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Valeo expects automakers to embrace its electric supercharger

Likely making its debut in the Audi Q7, the technology promises to cut fuel consumption by up to 20 percent.

Valeo expects many automakers to embrace its electric forced-induction technology, which will likely make its debut in the Audi SQ7 TDI.

The system uses an electric motor to drive a compressor, providing immediate low-rpm boost without the inherent lag of traditional exhaust-driven turbochargers. Audi's implementation is expected to place the electric compressor downstream from the traditional turbocharger, which takes over at higher rpm and provides even more boost.

Valeo claims its electric compressor can help slash fuel consumption by up to 20 percent, according to an Automotive News Europe report, though it is unclear if the company is comparing to a naturally-aspirated engine or traditional turbochargers.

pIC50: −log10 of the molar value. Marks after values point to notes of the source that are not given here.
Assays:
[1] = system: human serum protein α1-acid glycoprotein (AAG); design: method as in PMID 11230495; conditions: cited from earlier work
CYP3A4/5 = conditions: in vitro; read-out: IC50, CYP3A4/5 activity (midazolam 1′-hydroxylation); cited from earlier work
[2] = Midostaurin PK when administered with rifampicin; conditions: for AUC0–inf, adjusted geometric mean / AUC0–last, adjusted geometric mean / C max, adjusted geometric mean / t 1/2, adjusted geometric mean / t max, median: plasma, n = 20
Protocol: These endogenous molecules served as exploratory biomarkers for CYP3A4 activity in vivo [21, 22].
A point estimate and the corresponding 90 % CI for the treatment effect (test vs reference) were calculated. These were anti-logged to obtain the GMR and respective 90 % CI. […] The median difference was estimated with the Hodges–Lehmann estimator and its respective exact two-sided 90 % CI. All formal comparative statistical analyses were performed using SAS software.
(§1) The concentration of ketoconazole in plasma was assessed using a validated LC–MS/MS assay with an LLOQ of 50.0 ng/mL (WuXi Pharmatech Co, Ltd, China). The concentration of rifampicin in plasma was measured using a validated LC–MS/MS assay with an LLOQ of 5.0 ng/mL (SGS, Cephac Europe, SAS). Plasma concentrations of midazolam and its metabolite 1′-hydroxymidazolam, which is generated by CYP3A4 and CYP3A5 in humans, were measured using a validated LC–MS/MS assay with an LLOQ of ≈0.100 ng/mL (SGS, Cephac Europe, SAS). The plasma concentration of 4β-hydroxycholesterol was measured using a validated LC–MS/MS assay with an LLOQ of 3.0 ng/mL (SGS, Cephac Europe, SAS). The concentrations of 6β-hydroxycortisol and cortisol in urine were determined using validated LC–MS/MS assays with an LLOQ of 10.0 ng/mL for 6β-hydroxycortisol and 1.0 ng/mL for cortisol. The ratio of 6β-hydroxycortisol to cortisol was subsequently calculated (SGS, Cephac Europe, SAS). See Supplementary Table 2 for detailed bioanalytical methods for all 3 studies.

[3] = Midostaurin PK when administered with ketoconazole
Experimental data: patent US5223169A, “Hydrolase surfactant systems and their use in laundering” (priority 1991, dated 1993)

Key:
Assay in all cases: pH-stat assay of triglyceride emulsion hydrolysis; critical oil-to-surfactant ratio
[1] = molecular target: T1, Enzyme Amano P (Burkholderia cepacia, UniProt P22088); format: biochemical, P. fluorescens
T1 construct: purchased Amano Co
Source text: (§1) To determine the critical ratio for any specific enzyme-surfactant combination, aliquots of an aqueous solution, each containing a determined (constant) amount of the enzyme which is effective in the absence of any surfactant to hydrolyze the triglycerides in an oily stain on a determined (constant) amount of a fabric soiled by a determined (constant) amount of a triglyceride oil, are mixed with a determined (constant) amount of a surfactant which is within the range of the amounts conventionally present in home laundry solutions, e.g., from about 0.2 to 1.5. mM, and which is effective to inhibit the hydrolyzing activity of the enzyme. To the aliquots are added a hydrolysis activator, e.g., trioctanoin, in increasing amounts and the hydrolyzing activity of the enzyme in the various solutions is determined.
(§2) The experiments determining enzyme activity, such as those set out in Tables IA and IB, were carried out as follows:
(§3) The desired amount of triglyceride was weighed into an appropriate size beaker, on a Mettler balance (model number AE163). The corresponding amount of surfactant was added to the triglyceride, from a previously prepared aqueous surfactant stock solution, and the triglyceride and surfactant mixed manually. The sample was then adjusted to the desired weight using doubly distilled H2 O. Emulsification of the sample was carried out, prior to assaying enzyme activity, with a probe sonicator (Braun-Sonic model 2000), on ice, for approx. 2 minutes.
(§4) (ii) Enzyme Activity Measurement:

Companies have yet to agree on a common name for the electric-compressor technology, which does not technically fit within the same category as either an exhaust-driven turbocharger or a mechanically-driven supercharger. Valeo prefers the latter, while Audi has used the former.

Volvo is also working on its own implementation with a slightly different approach, previewed in a 2.0-liter engine with more than 450 horsepower. The prototype powerplant utilizes two parallel turbos, both spooled up by a separate electric compressor.

Valeo has reportedly supplied its electric compressor prototypes to several automakers for testing, but Audi is currently the only customer to have publicly confirmed production intent so far. Companies appear to need a revamped electrical system to drive the compressor, and Audi plans to use 48-volt alternators in upcoming vehicles to support such technology.

Audi last year suggested the SQ7 TDI will arrive in 2016, but Valeo points to a more conservative time-frame of 2017-2019.

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